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Don’t Save Your Customer’s Money

Don’t Save Your Customer’s Money

How many times have you been on a window treatment appointment and right off the bat the customer says, “Is this going to be expensive? I don’t want to spend a lot of money on window treatments”.

It happens all the time. I know—I hear it too.

What goes through your mind when this happens? Do you start worrying about what to suggest?

Do you start worrying if you are wasting your time? Do you start scrambling to think of ways to cover the windows and save them money?

Wrong, wrong and wrong.

Why?  Because now is not the time to worry. We have not figured out what “expensive” means to this customer yet.


Expensive is one of those words that has a different meaning for every person.

Think about it, we’ve all had customers where $300 was the max price they would dream of spending for one window and others where $5000 was the right price for one window.

In fact, to prove how subjective the word is, sometimes it’s the very same customer, just a different room. Until we actually figure out what it means to them, the word expensive means nothing.

More importantly, it doesn’t do our customer or us good to jump to conclusions at the first mention of the word. Ultimately, the real meaning of expensive will be determined by several influences. Some influences we need to uncover in the sales process and some influences we will introduce in the sales process.

Before we talk about the factors that influence the personal concept of expensive, I want to caution you, even when you think you know what expensive means to a particular customer, it is a mistake to narrow your presentation based on this.

We are the professionals and no matter what they say, they have called us because of our expertise. They are counting on us to advise them on the style that will look the best, will perform the best and will satisfy their objectives for privacy and light control.

When we decide to save their money, they might never know which solution is truly the right one.

Making this mistake could mean we leave our customer less than fully satisfied. If we don’t satisfy them, we cannot count on referrals and repeat business.

Never confuse this is with overselling or attempting to coerce them into a product that they don’t need or want. Rather, we need to keep in mind our customers often don’t know, what they don’t know.

If they come to conclusions and make selections based on price alone, they may never know the benefits and value other solutions could have afforded them. By respecting our customer and educating them we serve our customer at the highest level.

As our visit with them begins we should have two goals, to learn about the factors that influence their meaning of expensive and to share the factors that influence the value of expensive.

Influences we need to uncover:

  • Why do they want new treatments? Are the windows actually bare? Is there a life event coming up? Are they finally creating their dream master bath?
  • How long do they expect to be in the home? Is this their forever home? Is it a starter home? Are they downsizing? Are they renting?
  • How did they hear about you? Do they know people you have worked with successfully? Are they aware of your reviews on Google, Houzz or FaceBook groups?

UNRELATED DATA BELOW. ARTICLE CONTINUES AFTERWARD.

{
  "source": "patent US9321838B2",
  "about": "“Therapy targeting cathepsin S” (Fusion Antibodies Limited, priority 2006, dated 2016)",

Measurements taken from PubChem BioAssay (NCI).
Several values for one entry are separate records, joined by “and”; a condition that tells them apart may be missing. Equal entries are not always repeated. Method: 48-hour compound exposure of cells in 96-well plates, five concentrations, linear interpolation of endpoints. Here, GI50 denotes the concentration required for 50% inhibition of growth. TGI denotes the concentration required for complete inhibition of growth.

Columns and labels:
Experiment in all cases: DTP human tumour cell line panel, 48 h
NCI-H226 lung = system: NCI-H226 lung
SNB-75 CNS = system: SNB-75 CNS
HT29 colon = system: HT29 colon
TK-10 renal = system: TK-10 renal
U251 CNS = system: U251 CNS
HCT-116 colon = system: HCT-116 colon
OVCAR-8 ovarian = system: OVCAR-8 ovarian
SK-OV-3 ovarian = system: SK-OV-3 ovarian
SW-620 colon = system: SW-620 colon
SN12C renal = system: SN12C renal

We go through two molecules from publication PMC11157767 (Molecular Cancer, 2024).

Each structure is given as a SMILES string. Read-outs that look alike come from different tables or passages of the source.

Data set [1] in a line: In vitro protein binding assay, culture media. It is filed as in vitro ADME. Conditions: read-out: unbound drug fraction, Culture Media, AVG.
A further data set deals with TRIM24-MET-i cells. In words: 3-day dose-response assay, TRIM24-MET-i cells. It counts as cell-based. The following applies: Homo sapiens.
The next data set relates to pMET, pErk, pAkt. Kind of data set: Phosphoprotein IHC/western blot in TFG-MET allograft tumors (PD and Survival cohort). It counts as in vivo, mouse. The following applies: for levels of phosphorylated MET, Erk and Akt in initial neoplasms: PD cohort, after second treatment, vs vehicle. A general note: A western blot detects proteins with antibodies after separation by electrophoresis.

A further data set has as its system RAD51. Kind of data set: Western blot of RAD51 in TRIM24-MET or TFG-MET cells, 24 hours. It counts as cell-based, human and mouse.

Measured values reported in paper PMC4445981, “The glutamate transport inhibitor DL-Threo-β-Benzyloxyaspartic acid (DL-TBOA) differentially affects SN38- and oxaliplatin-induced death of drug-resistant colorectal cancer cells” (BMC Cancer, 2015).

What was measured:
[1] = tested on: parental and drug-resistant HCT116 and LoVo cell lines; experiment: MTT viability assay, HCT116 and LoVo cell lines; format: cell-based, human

• Do they have other estimates? Do they like the products quoted and are simply doing due diligence or are they unconvinced they have the right solution for their project?
  • Have they ever ordered custom window treatments before? Are there existing custom treatments anywhere else that you can see?
  • Are all decision-makers in agreement about getting new treatments?

Gathering the answers to the above questions will give you an idea of their mindset, their motivations and their preconceived ideas about window treatments as well as their expectations about price points. These are all important because the answers help you evaluate what expensive means to them.

After we have listened to them, fully focused, and we have heard their ideas and information, it is our turn to contribute, educate and influence.

Influences we need to introduce:

  • Your credibility. Let them know your philosophy as a business owner. Share any community organizations you belong to. Talk about how many years you been in the industry.
  • Your service processes. Explain how you work, talk about your team and their roles. Let them know what to expect when working with you so they can visualize themselves in your process.
  • Your warranty programs. Tell them you will stand behind what you sell and why this is important to you and should be especially important to them. Explain how a warranty backed by the national brand but not by a local retailer is of little value. Explain how working with you, you take care of all service and repairs. Explain, they will not have to ship a product back to the manufacturer to access “the lifetime warranty”.
  • Your happy customers in their area. Talk about the nearby projects. If this customer is a referral, mention the referral source and your relationship with them. Talk about the project and mention something complimentary about them.
  • Your expertise. Discuss projects with similar challenges to theirs and explain how you solved them.
  • The reputation of the brands you offer. Brand name recognition is important because it instills trust that the products are quality.
  • Share how you are different, why your customers choose to do business with you. Do a little tasteful bragging here. Describe your passion for your profession and convey your genuine interest in them and their project.